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Apache Axis vs. WebLogic

 
Greg Charles
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We have an application developed on BEA WebLogic 8. One of my coworkers recently got frustrated with the BEA implementaton of WebServices, so he started working with Apache Axis. I don't like the idea of using two competing technologies in one application, and I'm also not happy that he didn't discuss this with us before going off on his own. Still, I'd like to know people's opinion. Is it worth replacing the BEA implementation with Axis? If so, why?
 
Travis Hein
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I have never used weblogic, or its web services API, and don't want to start a this vs that battle.

I am an avid user of Axis, so can offer some of my experiences with it.

I guess a good thing about using Axis is it enables up your application for the possibility that you would ever want to run it on a non-weblogic platform. Being a community developed product,

Axis also has a good support base from its user community.
Axis 1.x is now pretty stable. Though their new axis2 is still fresh off the press and will likely go through a lot of growing.

Another thing I like about axis is its tool support. I have evolved a process where I write my Java interfaces that define signatures for methods in my services, and bean patterns for the message payload. Then I run the axis java2wsdl tool to make WSDL, then the wsdl2java to make all my implementing stubs and deployment code. When integrated with ant, it is a pretty fast turn around time to expose new functions in web services. It is as almost as easy as deploying EJB's from websphere studio IDE.
 
Peer Reynders
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Originally posted by Greg Charles:
We have an application developed on BEA WebLogic 8
Is it worth replacing the BEA implementation with Axis? If so, why?


I suspect that the real answer is to update to a newer WebLogic version. WebLogic 8 only implements the J2EE 1.3 spec. J2EE Web Services only really started gelling with J2EE 1.4.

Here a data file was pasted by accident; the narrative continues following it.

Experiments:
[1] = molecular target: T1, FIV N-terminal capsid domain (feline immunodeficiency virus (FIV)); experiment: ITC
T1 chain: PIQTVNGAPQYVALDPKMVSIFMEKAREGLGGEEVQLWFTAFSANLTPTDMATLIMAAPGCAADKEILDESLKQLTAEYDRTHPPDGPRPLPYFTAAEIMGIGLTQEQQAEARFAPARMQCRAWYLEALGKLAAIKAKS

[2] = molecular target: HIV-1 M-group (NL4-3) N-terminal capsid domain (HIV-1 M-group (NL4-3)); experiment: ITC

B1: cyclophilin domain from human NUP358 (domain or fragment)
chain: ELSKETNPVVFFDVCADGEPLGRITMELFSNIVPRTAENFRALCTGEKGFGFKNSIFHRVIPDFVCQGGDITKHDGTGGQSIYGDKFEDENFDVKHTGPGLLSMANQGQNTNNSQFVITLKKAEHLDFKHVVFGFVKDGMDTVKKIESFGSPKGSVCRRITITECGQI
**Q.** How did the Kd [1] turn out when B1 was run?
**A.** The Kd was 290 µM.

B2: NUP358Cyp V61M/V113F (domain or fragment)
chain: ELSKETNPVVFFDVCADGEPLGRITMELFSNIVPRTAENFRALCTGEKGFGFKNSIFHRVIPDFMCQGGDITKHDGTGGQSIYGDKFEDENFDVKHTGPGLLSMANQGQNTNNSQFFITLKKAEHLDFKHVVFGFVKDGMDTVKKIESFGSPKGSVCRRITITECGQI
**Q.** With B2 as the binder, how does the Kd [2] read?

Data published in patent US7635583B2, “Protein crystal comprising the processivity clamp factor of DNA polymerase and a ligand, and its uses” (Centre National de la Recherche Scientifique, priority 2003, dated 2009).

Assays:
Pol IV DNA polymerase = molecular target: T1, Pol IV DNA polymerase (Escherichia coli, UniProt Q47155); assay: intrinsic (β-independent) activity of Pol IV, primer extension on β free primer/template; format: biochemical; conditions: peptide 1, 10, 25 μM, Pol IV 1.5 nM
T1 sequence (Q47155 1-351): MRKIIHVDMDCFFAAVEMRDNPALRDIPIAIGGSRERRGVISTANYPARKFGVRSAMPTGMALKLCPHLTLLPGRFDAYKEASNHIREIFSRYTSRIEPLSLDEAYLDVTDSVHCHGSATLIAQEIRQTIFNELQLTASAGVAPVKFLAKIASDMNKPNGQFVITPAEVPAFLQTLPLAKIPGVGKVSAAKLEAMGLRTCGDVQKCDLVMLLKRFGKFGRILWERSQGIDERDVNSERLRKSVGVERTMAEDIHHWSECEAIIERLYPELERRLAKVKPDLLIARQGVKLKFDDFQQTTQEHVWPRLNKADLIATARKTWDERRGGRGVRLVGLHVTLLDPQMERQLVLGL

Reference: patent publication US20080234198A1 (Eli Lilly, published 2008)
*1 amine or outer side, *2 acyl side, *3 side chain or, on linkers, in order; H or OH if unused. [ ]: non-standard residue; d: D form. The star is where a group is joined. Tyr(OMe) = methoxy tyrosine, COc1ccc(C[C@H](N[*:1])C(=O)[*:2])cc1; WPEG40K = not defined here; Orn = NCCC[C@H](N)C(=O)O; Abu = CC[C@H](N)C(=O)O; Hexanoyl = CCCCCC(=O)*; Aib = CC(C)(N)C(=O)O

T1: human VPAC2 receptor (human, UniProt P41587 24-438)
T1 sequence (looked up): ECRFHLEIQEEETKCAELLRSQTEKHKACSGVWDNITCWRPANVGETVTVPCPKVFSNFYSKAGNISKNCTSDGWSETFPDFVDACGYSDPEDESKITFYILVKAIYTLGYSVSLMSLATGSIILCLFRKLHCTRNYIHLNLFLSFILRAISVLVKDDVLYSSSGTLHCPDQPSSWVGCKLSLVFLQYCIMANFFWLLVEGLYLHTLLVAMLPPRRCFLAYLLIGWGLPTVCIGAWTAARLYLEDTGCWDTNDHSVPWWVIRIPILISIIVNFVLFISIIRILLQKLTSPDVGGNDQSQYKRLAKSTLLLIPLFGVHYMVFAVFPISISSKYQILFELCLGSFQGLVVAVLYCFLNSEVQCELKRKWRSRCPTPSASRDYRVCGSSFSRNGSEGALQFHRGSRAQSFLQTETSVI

Axis on the other hand isn't bound to any particular (J2EE) spec, they implement whatever they feel is the most useful to their particular userbase, which can make them look more up-to-date (it doesn't give you EJB endpoints should you want them).
 
Chris Stewart
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Very interesting. The group I'm in is currently looking into Java platforms and WebLogic seems to be the front runner, simply because our client is standard on it. Where are the real differences between BEA's implementation and the standard Java specification?
 
Peer Reynders
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Currently You need at least WebLogic 9.0 to get J2EE 1.4 compliance.
http://www.bea.com/framework.jsp?CNT=index.htm&FP=/content/products/weblogic/

I haven't looked into it in detail but at times they seem to take the liberty of renaming things.
Example:
J2EE 1.4 requires availability of a <service-ref> descriptor in the ejb-jar.xml and in the Servlet web.xml deployment descriptor files.
They named theirs <service-reference-description> in the weblogic.xml (their version of web.xml) and weblogic-ejb-jar.xml (their version of ejb-jar.xml).
http://e-docs.bea.com/wls/docs90/webapp/weblogic_xml.html#1071864
http://e-docs.bea.com/wls/docs90/ejb/DDreference-ejb-jar.html#1386194

See also WebLogic vs. Monson-Haefel
[ June 07, 2006: Message edited by: Peer Reynders ]
 
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